Christmas morning is often filled with wonder and anticipation, as children await to see what gifts were left for them under the tree; this is for some, an expected norm.
But for others, like Mary Borunda, Christmas gifts weren’t always guaranteed unless the local fire department in Tularosa, New Mexico, provided them.
“When I was a kid growing up, we didn’t have a whole lot," said Borunda. "And so, the highlight of our Christmas was going down to the fire station and getting a bag with an apple, orange, candy and nuts.”
Borunda said years later, after moving to Sierra Vista in 1986, she started working at Safeway.
“And around the holiday time, families would come in, you know shopping for their necessities, and I could hear kids asking ‘Mommy, can I have this for Christmas?’ ‘Can you get me this?’ And she’d be like ‘I don’t know. I don’t know how Christmas is going to come.’ You know, ‘I don’t know if we can afford it. We just have to wait and see,’ Borunda recalled. "And you could tell just by looking at them that they were struggling. And it just kinda tugged at my heart.”
For the 11th year in a row, Borunda has hosted her annual Santa on the West End event, where families can bring their children to receive free Christmas gifts, do take-home arts and crafts, and watch live entertainment from local youth sports, performing arts groups, and music groups. There are also themed raffle baskets, whose contents can help an entire family, for example, bake holiday cookies.
The gifts are donated by local organizations like First Christian Church, which provided 230 filled stockings full of school supplies, hygiene products, and candy.
Brenda Behle who works with the church’s outreach program along with her husband, both who are former teachers, wanted to give back to children who are in need.
"I just think it’s important to help each other," said Behle. "There’s always someone who needs something at some time. It’s important to me to help.”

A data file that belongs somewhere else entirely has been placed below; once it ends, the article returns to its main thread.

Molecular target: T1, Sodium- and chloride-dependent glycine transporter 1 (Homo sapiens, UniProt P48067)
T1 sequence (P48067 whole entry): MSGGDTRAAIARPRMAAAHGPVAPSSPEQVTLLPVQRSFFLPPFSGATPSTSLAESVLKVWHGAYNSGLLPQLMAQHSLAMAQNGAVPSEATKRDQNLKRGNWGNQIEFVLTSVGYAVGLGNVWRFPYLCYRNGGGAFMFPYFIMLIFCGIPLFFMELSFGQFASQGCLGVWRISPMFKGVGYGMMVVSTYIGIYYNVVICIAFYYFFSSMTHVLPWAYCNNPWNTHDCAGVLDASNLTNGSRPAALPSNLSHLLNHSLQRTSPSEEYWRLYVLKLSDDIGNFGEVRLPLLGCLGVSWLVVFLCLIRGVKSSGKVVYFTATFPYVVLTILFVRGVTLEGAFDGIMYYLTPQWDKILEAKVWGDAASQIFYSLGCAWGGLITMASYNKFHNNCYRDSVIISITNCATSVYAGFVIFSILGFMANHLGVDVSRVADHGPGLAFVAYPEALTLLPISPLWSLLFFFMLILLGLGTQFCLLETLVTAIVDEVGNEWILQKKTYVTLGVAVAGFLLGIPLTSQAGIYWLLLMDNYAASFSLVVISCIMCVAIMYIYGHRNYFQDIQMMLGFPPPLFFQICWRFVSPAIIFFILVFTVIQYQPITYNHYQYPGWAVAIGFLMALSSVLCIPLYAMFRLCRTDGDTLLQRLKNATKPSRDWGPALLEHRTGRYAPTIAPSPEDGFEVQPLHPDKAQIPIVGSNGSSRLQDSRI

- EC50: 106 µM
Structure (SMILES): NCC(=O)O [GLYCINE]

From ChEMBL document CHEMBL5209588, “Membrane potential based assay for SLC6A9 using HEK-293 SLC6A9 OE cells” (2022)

Attendees said the event helps families who struggle financially to provide Christmas gifts to their children. Sierra Vista resident Molly Robinson brought her two kids, a family member, and four of her neighbors’ children from her apartment complex to the event.
“Times are tough for everybody," said Robinson. "It’s really hard with the economy, and some of the children don’t get very much for Christmas. And it’s hard to do things in Sierra Vista if you don’t have a good income … Where I live, some of us have more money than others, and I just figured that other peoples’ children needed to have joy for Christmas as well.”
In the beginning, Borunda hosted the event at Ciaramitaro Park, located in the city’s West End.
"We had Santa and Mrs. Claus, only paper bags with an apple, orange, candy, and nuts," said Borunda. "We had Jerry Hatfield come with his carolers and entertain us with music. We had luminarias outlining the area where the kids came to see Santa."
Borunda said that first year, she had more than 40 kids come to the event. Now, more than 200 come each year. She says she has the event in the West End because "Most of the people that are having hard times with holidays and stuff like that, live on the West End … There are some that live on the other side of town. But the majority of them, like in the low-income housing … live here on this side or on the other side of Fry Boulevard.”
The event is still hosted in the city’s West End, now at the Veterans of Foreign Wars James Currieo post.
The Santa on the West End event and charity is a non-profit. Borunda says it takes 30-50 volunteers and between $2,000-3,000 to put the event on.
Members from a local Facebook social group, the Sierra Vista Social Sisters, have volunteered for Borunda’s event for the past five years.
Group founder Karen Shows has rallied her group to help Borunda since 2018. This year for her birthday, Shows asked for people to donate toys for the event.
“They may not have a Christmas event if we didn’t do this," said Shows. "They would be at home, they’d hopefully would have a Christmas morning, but to have a party, that’s a big thing.”
Borunda said her desire to give back was inspired by her mother.
“We didn’t have a whole lot," Borunda said. "But if somebody needed something, she would find a way to help them. And I think it just kinda grew on me … It’s just in my heart.”
Robinson and Sierra Vista resident Ashley Sturman expressed their gratitude to Borunda for hosting the event.
“It’s amazing," said Sturman. "It’s a great thing for kids, especially those who don’t have anything.”
Borunda has since expanded her event to her hometown in Tularosa, with her Santa on the Basin event that will be hosted at the Tularosa Community Church on December 16.